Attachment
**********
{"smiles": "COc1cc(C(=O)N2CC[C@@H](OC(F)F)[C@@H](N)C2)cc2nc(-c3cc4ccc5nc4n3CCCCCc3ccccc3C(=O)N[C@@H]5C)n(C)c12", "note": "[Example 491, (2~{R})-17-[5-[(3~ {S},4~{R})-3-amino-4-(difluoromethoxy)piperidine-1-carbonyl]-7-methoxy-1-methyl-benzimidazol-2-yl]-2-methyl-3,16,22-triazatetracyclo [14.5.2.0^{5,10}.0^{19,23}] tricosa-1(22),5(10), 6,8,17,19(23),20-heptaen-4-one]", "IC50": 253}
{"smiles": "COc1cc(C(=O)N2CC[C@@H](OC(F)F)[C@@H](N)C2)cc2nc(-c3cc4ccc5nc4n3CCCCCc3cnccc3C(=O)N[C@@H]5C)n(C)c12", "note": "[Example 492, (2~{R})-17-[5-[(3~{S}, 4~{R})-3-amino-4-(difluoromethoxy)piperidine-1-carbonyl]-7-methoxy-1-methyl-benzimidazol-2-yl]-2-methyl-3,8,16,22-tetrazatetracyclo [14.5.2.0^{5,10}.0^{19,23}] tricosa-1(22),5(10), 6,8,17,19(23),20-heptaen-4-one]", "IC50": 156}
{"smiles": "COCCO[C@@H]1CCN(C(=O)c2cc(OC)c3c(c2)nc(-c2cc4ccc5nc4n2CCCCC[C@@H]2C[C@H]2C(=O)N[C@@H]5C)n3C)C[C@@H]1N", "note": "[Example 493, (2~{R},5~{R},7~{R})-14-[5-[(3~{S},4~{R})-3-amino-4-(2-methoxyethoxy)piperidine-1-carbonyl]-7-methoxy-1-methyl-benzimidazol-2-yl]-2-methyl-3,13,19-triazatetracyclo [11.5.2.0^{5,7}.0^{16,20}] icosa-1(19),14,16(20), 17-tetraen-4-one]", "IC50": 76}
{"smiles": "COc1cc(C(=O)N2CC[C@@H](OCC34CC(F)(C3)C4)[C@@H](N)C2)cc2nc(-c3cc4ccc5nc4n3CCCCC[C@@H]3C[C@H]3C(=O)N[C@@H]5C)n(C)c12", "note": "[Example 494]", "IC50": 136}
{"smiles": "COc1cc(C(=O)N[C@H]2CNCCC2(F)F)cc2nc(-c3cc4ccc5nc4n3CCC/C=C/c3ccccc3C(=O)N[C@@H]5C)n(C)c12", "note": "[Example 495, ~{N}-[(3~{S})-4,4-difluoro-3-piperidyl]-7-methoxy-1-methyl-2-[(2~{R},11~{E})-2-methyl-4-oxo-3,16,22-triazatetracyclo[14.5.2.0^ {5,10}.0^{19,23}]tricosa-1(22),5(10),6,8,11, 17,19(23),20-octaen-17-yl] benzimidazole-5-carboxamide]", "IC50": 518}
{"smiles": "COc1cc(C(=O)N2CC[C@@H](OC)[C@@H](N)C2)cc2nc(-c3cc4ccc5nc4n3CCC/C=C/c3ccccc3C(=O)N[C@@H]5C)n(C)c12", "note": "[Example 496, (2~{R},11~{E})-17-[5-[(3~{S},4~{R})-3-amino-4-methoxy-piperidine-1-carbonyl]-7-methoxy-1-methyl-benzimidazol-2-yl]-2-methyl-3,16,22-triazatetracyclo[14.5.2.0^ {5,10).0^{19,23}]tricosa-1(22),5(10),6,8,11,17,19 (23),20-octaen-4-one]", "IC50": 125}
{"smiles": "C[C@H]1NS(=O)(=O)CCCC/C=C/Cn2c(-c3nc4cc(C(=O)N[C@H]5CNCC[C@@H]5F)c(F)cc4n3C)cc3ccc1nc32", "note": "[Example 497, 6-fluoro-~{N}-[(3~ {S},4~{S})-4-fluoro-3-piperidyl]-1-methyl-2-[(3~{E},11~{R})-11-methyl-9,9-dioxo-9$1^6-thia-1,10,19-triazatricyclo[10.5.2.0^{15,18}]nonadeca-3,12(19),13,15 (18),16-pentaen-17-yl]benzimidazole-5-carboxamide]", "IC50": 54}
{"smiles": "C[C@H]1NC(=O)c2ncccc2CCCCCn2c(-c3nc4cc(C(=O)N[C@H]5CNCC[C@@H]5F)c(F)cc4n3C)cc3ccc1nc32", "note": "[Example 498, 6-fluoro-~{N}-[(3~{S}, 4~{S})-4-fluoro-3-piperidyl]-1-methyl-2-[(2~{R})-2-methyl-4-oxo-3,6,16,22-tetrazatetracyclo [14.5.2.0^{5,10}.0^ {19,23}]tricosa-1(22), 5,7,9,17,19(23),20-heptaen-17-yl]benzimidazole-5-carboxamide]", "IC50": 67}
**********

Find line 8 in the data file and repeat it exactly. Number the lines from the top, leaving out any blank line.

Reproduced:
{"smiles": "C[C@H]1NC(=O)c2ncccc2CCCCCn2c(-c3nc4cc(C(=O)N[C@H]5CNCC[C@@H]5F)c(F)cc4n3C)cc3ccc1nc32", "note": "[Example 498, 6-fluoro-~{N}-[(3~{S}, 4~{S})-4-fluoro-3-piperidyl]-1-methyl-2-[(2~{R})-2-methyl-4-oxo-3,6,16,22-tetrazatetracyclo [14.5.2.0^{5,10}.0^ {19,23}]tricosa-1(22), 5,7,9,17,19(23),20-heptaen-17-yl]benzimidazole-5-carboxamide]", "IC50": 67}